So why do I say that his death was a gift? By removing himself from the equation, he has made past hurts and rivalries irrelevant. All the women and children who love him are free to love him together! He has also “woken up” those of us left behind to what is really important in life. We need to tell the ones we love that we love them unconditionally – just because they’re a part of our lives. I believe he has given us the gift of “rebirth” instead of 4 families we can be one, and we should be one because we all loved him, albeit in our own way and in our own time.

I believe that a FAMILY is tied by bonds of love and respect and not “bloodline”.

I hope this post has inspired you to spread the love and respect, this world sure needs to have a lot more of both floating around!!

Photo credit to Mama Simona of South Africa.

This original post was written by Mamma Simona of Cape Town. She shares her home with a loving and supportive husband, two teens, two cats and two dogs. Her posts are usually to be found on World Moms Blog but she was happy to be able to share these thoughts with all who follow The Alchemist.

Tell us about your family.  Post it as a comment to this post or share it in your own blog and post the link here.

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Guest Post – Cultural bonding between India and Indonesia

30 Aug

Next, we have Maureen (TatterScoops) from Indonesia guest blogging about the cultural similarities between India and Indonesia and the bonding it has created between the two nations. The Alchemist (Purnima) met her on World Moms Blog and the friendship took on in an instant.

When Purnima asked me to guest post on her blog a few months ago, I was humbled and quickly said yes. Unfortunately, with a new career path change it had taken me awhile to actually come up with a post for her. First of all, thank you Purnima for having me on your blog.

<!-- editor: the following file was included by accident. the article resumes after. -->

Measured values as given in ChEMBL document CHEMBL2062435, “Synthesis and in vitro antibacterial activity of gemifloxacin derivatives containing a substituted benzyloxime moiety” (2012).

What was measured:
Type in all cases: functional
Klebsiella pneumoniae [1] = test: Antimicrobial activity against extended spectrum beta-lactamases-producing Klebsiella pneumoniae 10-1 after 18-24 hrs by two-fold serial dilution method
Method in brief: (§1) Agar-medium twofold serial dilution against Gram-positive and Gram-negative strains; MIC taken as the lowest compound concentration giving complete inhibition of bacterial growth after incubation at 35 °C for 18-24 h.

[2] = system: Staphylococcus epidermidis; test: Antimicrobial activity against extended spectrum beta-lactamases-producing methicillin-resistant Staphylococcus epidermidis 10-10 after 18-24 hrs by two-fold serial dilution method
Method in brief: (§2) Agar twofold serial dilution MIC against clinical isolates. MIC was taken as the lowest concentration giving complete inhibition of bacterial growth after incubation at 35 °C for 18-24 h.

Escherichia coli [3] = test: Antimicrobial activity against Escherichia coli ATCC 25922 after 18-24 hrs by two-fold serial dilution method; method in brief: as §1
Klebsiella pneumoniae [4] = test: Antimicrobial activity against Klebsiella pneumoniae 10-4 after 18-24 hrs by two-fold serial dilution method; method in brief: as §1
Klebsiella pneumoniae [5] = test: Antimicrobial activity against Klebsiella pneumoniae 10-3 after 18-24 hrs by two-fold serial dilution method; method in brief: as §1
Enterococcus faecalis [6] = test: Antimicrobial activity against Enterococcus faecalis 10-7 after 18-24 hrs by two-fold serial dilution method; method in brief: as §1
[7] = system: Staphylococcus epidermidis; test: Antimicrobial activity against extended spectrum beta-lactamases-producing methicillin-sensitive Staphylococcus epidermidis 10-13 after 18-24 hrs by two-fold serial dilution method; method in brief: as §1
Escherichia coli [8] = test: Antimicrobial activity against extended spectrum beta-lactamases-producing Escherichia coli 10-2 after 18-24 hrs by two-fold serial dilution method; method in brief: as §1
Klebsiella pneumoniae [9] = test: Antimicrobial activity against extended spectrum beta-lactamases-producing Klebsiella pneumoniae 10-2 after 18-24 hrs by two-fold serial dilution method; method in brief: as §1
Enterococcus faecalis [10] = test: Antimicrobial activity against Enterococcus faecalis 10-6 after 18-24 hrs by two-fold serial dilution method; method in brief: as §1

My mind was reeling trying to come up with some smart witty interesting post to give her then it hits me. Purnima is from India and I am from Indonesia. Our two countries alone have so many things in commons that it would be fun to explore these similarities.

Did you know that India and Indonesia has been friends for ages? The connections between our countries actually dated centuries back as it was obvious the traces of Indian cultures can be found in our famous Borobudur temple, which by the way is one of the 7 world wonders. Mr. Google actually informed me that the India-Indonesia relationships stretch back to almost two millennia ago.

To this modern-day, the influences of India cultures can still be felt in Indonesia and to make it fun let me list them for you:

  1. Dangdut. Dangdut is a genre of very popular Indonesian music. It is strongly influenced by India’s Bollywood type of music. It have several other influences such as the Malay and Arabic.
  2. Bollywood movies. Oh the movies, Indonesian people loves the Indian love story movies. The story lines, the singing and the dancing captivates us to this very day.
  3. Bajaj. These three-wheeled loud little things can also be found in India where it originally came from.
  4. Family Oriented. Both cultures are very big on families. We stick together and take care of our families as best as we can.
  5. Traffic. Although I’ve never been to India before but from what I’ve seen on the news or online, it is very similar to Jakarta’s traffic.
  6. Poverty. There seems to be a similarities between our countries too. Yes, there are those who are financially very well off in both countries but poverty is also still an issues.

I feel so lucky to get to know Purnima and her brilliant writings through World Moms Blog, she is one smart cookie for sure! Of course our cultures also have differences just like any other countries but that’s what makes it so interesting as we got to rejoice in the similarities and appreciate and learn more from the differences.

Again, thank you for having me here Purnima. Hopefully our friendships will keep blooming with times.

Maureen is Indonesian by birth, Westernized by choice, single mom by grace who is currently  still trying to manage the art of co-parenting, blogger and amateur photographer  by passions, I work full-time and trying to balance it all out in the big sin  city of Jakarta, Indonesia. You can read more about her here. Do not forget to subscribe to her blog too.

We would love to hear about you country’s culture too. Post it as a comment to this post or share it in your own blog and post the link here.